Market Failure: Supposedly not enough diversity
1) "That's why Friedman condemned government allocation. And yet the market made the same choice." If the size of the particular group is so small or if those in the group aren't willing to pay that much for the shoes, you might not get a product specifically designed for each small group, but it is a long way to implying that the market doesn't produce a lot more diversity of products than the government.
2) "The company took too many years to bring the shoe on line . . . ." There is a cost and benefit from producing this diversity of products. I would guess that the benefits now exceed the costs. Possibly the cost of making products for such small niches has gone down. The article mentions that these wider feet might be do to "diabetes and related conditions" and possibly more people generally are suffering from this problem. (It isn't clear from the piece what percentage of the 1.5 percent of the population who are Indians have these wide feet, but presumably it is less than 1.5 percent.) Bottom line: what evidence is provided here that it took "too many years" to provide these shoes. That is, "too many years" in the sense that the costs of doing this were less than the benefits (total costs including the costs of figuring out that such a market existed) and yet it was not provided.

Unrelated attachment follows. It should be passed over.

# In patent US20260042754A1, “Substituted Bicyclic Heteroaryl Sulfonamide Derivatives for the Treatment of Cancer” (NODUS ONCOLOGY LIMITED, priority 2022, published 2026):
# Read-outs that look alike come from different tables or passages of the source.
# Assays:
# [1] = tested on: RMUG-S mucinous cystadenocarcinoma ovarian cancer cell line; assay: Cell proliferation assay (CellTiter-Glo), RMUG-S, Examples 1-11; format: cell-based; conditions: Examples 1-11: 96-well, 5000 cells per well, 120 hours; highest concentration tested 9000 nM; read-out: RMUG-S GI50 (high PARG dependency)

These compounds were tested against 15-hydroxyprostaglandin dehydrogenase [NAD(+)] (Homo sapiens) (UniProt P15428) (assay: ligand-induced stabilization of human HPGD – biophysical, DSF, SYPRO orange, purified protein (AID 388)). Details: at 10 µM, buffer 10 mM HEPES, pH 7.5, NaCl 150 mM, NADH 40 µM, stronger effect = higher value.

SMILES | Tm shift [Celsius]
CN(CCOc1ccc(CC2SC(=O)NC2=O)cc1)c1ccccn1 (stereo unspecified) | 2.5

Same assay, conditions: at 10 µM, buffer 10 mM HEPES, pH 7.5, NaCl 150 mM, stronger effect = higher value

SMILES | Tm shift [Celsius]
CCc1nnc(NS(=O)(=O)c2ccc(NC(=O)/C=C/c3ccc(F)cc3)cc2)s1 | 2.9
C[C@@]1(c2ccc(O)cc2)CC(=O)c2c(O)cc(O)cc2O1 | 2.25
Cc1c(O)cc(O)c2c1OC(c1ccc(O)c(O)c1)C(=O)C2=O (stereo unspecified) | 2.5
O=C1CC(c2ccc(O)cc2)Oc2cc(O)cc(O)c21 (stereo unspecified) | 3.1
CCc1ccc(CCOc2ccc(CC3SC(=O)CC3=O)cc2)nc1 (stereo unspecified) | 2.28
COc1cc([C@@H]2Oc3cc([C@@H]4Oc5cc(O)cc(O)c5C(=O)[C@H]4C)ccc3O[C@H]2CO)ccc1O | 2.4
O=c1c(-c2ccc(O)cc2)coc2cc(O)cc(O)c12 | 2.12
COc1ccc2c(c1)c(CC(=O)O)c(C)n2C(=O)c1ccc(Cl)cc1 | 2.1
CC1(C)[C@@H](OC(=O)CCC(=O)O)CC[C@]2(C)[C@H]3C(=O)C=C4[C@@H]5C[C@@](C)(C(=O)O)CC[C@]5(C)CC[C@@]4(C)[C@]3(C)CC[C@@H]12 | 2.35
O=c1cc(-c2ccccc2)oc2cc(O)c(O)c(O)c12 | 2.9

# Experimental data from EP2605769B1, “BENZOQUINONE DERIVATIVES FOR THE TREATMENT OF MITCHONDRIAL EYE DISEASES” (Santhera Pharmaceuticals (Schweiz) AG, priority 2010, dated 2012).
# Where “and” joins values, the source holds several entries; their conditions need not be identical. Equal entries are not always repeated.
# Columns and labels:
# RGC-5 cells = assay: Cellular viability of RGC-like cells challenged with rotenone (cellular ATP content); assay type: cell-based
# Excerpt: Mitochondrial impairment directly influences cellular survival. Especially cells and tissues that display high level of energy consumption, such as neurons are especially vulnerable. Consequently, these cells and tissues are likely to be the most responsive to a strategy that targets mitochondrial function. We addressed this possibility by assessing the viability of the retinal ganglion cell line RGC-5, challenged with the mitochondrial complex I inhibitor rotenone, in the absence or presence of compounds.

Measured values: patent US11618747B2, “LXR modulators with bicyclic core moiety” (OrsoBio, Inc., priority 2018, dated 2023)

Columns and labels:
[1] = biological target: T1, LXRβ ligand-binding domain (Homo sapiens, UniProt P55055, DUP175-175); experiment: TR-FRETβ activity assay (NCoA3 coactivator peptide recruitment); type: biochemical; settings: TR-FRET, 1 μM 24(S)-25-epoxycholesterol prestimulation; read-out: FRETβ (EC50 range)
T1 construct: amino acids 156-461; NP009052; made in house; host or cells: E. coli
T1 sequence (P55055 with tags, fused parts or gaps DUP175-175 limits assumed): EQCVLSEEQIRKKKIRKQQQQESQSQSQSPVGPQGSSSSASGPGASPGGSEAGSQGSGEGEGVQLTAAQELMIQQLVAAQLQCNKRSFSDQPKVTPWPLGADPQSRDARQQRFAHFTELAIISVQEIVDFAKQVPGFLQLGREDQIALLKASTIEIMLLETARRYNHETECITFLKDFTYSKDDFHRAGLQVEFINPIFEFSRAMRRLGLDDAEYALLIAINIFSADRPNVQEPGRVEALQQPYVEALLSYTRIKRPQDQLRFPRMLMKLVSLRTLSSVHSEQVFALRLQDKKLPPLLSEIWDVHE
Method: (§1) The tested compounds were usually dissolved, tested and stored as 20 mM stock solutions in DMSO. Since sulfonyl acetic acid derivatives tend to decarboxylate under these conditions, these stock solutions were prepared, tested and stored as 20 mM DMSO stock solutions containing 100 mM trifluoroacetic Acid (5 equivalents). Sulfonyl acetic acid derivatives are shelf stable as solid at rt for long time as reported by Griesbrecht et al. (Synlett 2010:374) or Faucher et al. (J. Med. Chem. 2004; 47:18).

3) Just because Nike wasn't producing these shoes, I would have liked some evidence that shoes weren't already being produced for this segment of the market. I looked up some shoes on the internet and it seemed that this market niche was well covered see here, here, and here. You get sizes from EEEEEE to XW, and I haven't even heard of some of these sizes since they are so wide. I see no evidence that the basic claim in this article is correct.